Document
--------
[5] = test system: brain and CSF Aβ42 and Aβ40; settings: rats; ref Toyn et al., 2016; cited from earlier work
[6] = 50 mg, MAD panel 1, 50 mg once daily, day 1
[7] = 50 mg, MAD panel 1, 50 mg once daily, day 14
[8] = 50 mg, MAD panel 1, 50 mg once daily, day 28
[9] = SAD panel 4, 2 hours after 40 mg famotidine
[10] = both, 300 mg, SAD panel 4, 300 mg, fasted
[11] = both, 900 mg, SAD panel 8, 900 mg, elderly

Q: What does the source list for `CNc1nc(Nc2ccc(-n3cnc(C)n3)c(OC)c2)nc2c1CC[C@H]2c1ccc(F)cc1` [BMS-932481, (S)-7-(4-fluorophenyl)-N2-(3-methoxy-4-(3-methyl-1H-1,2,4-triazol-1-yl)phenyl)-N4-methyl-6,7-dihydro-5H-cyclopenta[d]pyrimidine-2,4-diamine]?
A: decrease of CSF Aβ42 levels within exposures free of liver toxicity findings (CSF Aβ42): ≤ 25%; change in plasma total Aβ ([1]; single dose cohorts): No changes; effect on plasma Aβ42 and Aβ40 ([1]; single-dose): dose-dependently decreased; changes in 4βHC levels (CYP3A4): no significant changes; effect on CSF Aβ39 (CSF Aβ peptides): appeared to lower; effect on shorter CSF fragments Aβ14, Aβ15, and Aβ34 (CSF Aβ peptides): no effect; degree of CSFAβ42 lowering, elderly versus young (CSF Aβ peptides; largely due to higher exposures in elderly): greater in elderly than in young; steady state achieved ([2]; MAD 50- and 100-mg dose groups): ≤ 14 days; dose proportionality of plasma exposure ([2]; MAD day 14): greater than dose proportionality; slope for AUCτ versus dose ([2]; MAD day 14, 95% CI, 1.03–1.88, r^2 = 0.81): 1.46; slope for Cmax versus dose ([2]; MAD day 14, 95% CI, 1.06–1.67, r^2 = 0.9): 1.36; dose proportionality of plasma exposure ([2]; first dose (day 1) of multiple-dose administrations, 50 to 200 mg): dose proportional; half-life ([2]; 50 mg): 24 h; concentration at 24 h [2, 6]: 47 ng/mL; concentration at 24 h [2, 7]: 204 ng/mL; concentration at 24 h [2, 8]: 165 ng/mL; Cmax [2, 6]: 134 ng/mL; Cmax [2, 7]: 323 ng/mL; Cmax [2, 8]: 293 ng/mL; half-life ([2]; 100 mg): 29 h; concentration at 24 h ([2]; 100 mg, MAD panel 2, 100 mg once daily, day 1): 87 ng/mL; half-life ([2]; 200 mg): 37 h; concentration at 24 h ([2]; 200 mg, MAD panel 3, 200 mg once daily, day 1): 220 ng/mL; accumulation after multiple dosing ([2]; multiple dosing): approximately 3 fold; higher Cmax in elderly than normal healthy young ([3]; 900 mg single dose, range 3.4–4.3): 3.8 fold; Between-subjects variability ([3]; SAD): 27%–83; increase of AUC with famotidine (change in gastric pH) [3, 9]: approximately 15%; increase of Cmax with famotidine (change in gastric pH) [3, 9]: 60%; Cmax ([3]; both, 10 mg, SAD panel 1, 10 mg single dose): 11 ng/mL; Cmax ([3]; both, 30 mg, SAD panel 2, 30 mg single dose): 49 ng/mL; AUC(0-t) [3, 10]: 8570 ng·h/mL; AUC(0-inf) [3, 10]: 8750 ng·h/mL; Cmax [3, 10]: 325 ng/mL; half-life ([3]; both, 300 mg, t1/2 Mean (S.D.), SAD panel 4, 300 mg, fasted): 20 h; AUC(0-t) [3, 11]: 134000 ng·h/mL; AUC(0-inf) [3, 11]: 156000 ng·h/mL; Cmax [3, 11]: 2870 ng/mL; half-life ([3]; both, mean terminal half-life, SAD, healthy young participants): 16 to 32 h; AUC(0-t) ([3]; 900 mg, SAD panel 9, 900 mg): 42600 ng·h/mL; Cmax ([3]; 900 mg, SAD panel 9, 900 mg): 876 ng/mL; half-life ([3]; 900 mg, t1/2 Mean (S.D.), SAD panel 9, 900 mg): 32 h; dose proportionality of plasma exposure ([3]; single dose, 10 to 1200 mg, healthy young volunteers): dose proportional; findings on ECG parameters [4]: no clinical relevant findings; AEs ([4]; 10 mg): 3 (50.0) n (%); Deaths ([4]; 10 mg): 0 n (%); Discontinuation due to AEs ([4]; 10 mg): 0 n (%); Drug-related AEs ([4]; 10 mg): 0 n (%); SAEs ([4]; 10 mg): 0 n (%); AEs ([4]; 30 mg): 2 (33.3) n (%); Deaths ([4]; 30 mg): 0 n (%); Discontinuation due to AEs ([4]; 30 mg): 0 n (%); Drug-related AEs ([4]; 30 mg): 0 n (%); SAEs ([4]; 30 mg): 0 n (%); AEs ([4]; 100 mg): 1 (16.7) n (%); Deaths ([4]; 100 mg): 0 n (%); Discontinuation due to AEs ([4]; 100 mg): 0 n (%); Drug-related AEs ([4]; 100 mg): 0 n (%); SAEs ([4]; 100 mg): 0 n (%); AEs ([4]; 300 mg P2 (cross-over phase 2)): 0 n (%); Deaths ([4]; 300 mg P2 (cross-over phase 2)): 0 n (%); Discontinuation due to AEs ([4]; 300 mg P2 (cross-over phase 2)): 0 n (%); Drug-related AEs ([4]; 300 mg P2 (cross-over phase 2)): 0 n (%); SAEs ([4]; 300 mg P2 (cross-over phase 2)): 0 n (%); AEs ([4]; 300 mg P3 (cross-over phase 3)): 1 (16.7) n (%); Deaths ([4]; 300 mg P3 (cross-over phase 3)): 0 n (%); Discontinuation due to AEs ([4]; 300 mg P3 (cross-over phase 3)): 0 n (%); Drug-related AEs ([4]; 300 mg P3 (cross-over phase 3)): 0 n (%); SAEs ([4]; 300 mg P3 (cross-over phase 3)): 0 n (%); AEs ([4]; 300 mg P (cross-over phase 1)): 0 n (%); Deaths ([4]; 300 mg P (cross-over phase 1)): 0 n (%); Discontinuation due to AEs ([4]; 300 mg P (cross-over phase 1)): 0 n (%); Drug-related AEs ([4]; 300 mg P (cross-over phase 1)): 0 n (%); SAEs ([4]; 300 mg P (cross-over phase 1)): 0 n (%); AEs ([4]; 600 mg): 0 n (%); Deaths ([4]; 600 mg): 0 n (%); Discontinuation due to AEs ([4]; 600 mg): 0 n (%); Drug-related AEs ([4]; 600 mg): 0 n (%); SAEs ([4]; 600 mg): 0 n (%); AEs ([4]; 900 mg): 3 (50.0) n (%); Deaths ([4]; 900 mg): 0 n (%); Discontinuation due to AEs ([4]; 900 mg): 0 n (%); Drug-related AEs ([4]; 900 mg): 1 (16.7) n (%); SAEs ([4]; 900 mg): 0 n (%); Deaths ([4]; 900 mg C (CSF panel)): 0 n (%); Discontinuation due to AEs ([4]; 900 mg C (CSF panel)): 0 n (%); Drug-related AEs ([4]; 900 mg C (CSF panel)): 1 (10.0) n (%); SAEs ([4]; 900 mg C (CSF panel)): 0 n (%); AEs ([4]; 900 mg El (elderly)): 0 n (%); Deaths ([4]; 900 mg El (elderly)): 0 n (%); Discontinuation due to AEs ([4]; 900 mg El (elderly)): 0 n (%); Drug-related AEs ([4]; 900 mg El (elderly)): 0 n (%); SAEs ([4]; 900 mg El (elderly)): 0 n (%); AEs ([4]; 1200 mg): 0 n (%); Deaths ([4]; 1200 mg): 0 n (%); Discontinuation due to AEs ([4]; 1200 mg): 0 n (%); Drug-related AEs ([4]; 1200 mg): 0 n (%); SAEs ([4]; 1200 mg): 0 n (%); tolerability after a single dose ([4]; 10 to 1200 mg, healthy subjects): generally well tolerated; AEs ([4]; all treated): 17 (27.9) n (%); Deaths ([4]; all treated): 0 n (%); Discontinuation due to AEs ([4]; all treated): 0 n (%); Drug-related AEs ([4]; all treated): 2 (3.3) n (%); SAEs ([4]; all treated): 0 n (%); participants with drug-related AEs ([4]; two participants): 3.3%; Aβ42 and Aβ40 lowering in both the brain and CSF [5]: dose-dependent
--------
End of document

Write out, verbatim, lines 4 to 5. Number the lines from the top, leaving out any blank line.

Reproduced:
[8] = 50 mg, MAD panel 1, 50 mg once daily, day 28
[9] = SAD panel 4, 2 hours after 40 mg famotidine